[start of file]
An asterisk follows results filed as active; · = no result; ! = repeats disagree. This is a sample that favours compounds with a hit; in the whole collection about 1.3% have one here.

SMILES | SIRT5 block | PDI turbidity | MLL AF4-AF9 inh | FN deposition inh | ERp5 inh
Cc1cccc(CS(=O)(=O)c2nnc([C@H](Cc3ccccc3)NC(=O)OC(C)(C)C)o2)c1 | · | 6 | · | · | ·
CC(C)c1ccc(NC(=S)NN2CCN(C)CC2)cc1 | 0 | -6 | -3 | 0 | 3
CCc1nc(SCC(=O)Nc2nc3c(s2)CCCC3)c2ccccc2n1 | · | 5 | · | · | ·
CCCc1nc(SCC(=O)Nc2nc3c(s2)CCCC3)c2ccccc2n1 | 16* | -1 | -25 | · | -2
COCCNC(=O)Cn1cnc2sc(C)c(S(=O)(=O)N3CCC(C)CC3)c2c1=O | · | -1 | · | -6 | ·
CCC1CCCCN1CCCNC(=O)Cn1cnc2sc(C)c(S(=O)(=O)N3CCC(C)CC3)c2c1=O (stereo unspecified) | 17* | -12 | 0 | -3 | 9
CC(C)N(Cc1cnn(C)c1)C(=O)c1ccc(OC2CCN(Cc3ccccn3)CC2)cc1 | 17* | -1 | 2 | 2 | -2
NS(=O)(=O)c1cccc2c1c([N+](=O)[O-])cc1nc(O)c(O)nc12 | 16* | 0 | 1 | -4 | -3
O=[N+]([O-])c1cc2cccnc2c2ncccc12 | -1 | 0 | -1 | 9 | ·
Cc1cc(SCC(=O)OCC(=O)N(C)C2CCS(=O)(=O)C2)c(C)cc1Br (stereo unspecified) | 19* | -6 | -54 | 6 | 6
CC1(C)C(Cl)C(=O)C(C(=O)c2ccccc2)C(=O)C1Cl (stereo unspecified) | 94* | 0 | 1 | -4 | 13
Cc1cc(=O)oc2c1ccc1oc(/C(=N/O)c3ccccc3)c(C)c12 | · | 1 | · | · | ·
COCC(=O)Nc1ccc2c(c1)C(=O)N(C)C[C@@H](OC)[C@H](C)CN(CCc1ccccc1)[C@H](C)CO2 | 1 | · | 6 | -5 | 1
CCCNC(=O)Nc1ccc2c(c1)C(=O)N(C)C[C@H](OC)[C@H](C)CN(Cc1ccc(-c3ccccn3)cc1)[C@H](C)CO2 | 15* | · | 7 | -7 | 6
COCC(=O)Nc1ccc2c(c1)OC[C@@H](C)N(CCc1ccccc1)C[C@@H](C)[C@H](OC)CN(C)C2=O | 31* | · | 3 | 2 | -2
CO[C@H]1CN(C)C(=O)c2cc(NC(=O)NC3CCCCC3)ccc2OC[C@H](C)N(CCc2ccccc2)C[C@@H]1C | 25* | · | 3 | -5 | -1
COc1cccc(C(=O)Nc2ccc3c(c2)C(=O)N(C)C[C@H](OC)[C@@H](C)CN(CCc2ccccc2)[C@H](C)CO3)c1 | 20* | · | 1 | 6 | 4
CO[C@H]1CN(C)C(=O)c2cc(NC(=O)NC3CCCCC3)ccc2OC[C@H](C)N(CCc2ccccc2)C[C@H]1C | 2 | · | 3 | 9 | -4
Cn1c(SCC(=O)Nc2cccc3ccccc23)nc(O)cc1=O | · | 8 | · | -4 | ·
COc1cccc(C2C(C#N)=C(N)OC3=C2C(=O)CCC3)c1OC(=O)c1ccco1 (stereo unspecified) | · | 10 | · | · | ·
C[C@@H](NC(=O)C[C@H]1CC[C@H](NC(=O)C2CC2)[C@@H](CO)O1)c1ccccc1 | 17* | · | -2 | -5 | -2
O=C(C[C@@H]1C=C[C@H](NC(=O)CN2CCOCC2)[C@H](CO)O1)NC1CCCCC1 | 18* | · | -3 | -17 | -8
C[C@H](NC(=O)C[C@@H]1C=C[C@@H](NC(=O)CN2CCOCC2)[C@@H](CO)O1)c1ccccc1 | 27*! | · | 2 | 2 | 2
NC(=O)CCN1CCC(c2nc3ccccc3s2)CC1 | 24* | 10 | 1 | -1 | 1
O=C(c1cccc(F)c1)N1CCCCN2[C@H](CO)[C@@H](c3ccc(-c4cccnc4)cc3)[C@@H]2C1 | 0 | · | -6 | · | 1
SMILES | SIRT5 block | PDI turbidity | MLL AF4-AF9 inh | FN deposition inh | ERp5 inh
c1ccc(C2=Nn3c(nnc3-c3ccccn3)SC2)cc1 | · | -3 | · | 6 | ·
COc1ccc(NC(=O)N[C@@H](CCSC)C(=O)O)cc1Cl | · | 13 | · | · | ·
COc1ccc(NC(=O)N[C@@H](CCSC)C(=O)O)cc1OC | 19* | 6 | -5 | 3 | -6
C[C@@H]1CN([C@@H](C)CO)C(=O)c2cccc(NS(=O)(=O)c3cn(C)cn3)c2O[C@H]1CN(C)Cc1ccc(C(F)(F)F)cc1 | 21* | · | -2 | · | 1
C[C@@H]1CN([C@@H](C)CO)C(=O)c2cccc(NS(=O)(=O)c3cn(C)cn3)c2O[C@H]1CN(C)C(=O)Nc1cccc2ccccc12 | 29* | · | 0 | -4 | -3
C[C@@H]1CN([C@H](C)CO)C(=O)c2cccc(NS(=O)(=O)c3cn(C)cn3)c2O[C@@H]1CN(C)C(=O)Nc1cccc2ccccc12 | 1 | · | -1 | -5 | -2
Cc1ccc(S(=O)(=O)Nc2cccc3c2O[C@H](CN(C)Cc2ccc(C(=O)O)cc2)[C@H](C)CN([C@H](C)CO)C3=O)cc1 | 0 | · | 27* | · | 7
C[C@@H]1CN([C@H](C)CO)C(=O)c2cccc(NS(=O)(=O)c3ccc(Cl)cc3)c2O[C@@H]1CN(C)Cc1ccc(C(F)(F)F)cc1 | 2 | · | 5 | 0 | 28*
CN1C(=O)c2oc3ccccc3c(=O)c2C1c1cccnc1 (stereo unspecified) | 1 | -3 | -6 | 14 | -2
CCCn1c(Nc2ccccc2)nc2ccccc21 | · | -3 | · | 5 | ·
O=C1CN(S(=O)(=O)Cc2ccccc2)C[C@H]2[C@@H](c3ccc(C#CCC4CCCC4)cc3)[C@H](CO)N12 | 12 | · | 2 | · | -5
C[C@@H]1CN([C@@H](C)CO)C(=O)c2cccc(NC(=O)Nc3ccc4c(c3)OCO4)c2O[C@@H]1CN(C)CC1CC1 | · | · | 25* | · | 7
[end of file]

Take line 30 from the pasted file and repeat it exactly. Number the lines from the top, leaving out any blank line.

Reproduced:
COc1ccc(NC(=O)N[C@@H](CCSC)C(=O)O)cc1Cl | · | 13 | · | · | ·